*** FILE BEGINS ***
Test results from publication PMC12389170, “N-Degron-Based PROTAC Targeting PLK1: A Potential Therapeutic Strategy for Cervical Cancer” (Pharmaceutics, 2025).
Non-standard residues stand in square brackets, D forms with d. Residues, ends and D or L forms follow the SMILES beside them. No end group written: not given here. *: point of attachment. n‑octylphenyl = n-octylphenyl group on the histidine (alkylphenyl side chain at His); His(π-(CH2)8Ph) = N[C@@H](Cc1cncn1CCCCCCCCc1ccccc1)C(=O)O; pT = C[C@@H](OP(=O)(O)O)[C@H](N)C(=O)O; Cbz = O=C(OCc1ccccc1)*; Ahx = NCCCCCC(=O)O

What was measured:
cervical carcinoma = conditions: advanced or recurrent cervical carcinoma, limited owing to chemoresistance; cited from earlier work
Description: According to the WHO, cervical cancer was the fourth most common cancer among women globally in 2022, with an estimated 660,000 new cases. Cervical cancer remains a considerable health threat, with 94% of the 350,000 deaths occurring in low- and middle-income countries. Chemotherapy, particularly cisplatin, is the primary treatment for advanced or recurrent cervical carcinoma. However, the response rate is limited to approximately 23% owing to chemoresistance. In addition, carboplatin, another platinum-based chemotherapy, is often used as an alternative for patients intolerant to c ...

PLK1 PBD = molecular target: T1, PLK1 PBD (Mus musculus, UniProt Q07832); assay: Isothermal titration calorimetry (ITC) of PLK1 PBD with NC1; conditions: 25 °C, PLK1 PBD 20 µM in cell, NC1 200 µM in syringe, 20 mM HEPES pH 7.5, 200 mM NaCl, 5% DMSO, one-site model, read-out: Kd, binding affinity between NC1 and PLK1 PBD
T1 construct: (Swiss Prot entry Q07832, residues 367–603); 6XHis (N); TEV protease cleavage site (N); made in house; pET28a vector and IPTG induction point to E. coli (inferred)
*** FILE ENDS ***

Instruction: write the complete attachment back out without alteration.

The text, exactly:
Test results from publication PMC12389170, “N-Degron-Based PROTAC Targeting PLK1: A Potential Therapeutic Strategy for Cervical Cancer” (Pharmaceutics, 2025).
Non-standard residues stand in square brackets, D forms with d. Residues, ends and D or L forms follow the SMILES beside them. No end group written: not given here. *: point of attachment. n‑octylphenyl = n-octylphenyl group on the histidine (alkylphenyl side chain at His); His(π-(CH2)8Ph) = N[C@@H](Cc1cncn1CCCCCCCCc1ccccc1)C(=O)O; pT = C[C@@H](OP(=O)(O)O)[C@H](N)C(=O)O; Cbz = O=C(OCc1ccccc1)*; Ahx = NCCCCCC(=O)O

What was measured:
cervical carcinoma = conditions: advanced or recurrent cervical carcinoma, limited owing to chemoresistance; cited from earlier work
Description: According to the WHO, cervical cancer was the fourth most common cancer among women globally in 2022, with an estimated 660,000 new cases. Cervical cancer remains a considerable health threat, with 94% of the 350,000 deaths occurring in low- and middle-income countries. Chemotherapy, particularly cisplatin, is the primary treatment for advanced or recurrent cervical carcinoma. However, the response rate is limited to approximately 23% owing to chemoresistance. In addition, carboplatin, another platinum-based chemotherapy, is often used as an alternative for patients intolerant to c ...

PLK1 PBD = molecular target: T1, PLK1 PBD (Mus musculus, UniProt Q07832); assay: Isothermal titration calorimetry (ITC) of PLK1 PBD with NC1; conditions: 25 °C, PLK1 PBD 20 µM in cell, NC1 200 µM in syringe, 20 mM HEPES pH 7.5, 200 mM NaCl, 5% DMSO, one-site model, read-out: Kd, binding affinity between NC1 and PLK1 PBD
T1 construct: (Swiss Prot entry Q07832, residues 367–603); 6XHis (N); TEV protease cleavage site (N); made in house; pET28a vector and IPTG induction point to E. coli (inferred)